“More broadly, Medicare policies should and can sustain what Dan Perry, the CEO of the Alliance for Aging Research, calls, “the longevity dividend,” encouraging the use of innovations that slow aging to extend healthy life. Duke University’s Ken Manton points out the decline in disability and increase in life expectancy from such innovations could “through increased productivity and labor force participation generate an additional $500 billion in wealth and $100 billion in tax revenues per year between 2018 and 2028.” We should encourage work and wealth creation and discourage early reliance on Medicare subsidies. Once on Medicare, we should reward people for getting and staying healthy and not ration the use of such technologies.”
(From an article about “Obamacare” in The American Spectator, August 13, 2010)
About seven years ago, I reported regularly on the science of longevity, and the prospect of human life extension, for a site called Sage Crossroads. And then I stopped—pretty much dropping the topic for a while and going on to other things. Author: Chris Mooney —– Read more from a blog entry on discovermagazine.com, August 06, 2010
The death of 21 people at the Love Parade in Duisburg on July 24th was far from a random accident. It was the result of a series of failures made by the city, the police and the event organizers. Particularly damning, at the height of the crush, there was no way out. Author: SPIEGEL Staff —– Read more from the international issue of the German newsplatform SPIEGEL-Online, August 02, 2010
Having satisfying social relationships may be about as important as not smoking when it comes to your lifespan, a new study suggests. Author: Elizabeth Landau —– Read more from a blog entry on CNN Health, July 27, 2010
The increase in life expectancy is likely to slow compared with the past 30 years, meaning that insurers and pension funds could be overestimating the risk of longevity increases on liabilities, according to new forecasts. Author: Paul J Davies —– Read more from the Financial Times online, July 12, 2010. This article may be accessible only once!?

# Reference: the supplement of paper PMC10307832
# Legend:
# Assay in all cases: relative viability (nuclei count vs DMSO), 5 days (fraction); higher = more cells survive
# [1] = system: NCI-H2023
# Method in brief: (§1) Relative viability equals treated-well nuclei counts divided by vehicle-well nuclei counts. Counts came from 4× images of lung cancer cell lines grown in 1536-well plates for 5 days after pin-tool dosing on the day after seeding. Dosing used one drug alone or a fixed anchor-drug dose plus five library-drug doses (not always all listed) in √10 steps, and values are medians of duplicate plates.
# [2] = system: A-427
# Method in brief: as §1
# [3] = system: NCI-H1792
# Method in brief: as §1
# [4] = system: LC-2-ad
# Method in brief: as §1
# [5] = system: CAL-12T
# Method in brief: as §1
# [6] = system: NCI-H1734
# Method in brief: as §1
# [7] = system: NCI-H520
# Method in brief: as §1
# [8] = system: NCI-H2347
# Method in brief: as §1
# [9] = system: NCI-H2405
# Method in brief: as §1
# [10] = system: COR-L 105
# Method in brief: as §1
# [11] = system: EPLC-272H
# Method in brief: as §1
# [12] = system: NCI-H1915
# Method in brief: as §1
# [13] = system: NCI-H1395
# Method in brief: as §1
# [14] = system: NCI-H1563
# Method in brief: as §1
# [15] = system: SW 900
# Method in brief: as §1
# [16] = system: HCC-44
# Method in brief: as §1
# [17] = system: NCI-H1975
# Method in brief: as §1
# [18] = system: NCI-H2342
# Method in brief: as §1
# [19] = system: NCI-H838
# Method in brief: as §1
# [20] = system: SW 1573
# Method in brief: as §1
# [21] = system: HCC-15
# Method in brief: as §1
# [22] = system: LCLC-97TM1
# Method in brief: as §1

In the quest to avoid growing old, signs of life—and biotech
In 1923, at age 67, Sigmund Freud had a vasectomy. By signing up for the Steinach operation—as the procedure, named for the Austrian endocrinologist Eugen Steinach, was then known—the famed psychiatrist was less concerned with sex than he was with longevity. Author: Scott Gottlieb —– Read a book review about “The Youth Pill” from The Wall Street Journal online, July 08, 2010
The health needs of tens of millions of aging baby boomers threaten to overwhelm the nation’s hospitals and caregivers within a decade or two, but the geriatric tidal wave does not appear to have been fully recognized at the National Institutes of Health. Author: Milt Freudenheim —– Read more from The New York Times online, June 28, 2010. See also the NYT-article from the same author and the same day Preparing More Care of Elderly and a comment to the first text on medcitynews.com.
The French government announced today that it will raise the country’s retirement age from 60 to 62, a move likely to be fiercely resisted by French labor unions. The retirement age was already one of the lowest in Europe and economists have long pushed for it to be raised. They aren’t the only ones. As part of its ongoing austerity measures, Greece’s government is pushing to raise its retirement age from 61-63. Author: Joshua Keating —– Read more from a blog entry on Passport, a blog by the editors of Foreign Policy magazine, June 16, 2010
To say one more word on electronic medical records, the fact that it’s 2010 and we’re having a conversation about how to move records from paper to computers is evidence of how screwed up the American health-care system is. Author: Ezra Klein —– Read more from The Washington Post online, June 14, 2010
The Stockholm International Peace Research Institute (SIPRI) has released its annual yearbook detailing worldwide military expenditures last year. Author: John Signoriello —– Read more on examiner.com, June 11, 2010
The 2010 Global Peace Index is an attempt to quantify which countries are the most secure and the least violent. New Zealand is No. 1, Iraq is last, and the US is in the middle. Author: Howard LaFranchi —– Read more from The Christian Science Monitor, June 08, 2010
Silvio Berlusconi has thrown his fortune behind a medical company researching long life. The famously looks-conscious Italian premier has invested £40million in a biotechnology firm researching cancer drugs, becoming its biggest shareholder. Author: Nick Pisa —– Read more from the british Daily Mail online, June 03, 2010
Controversial scientist Aubrey de Grey says medical advances will allow us to extend youthful life indefinitely – and defuse the pensions timebomb to boot. Author: Richard Harris —– Read more on the british financial platform Citywire, May 16, 2010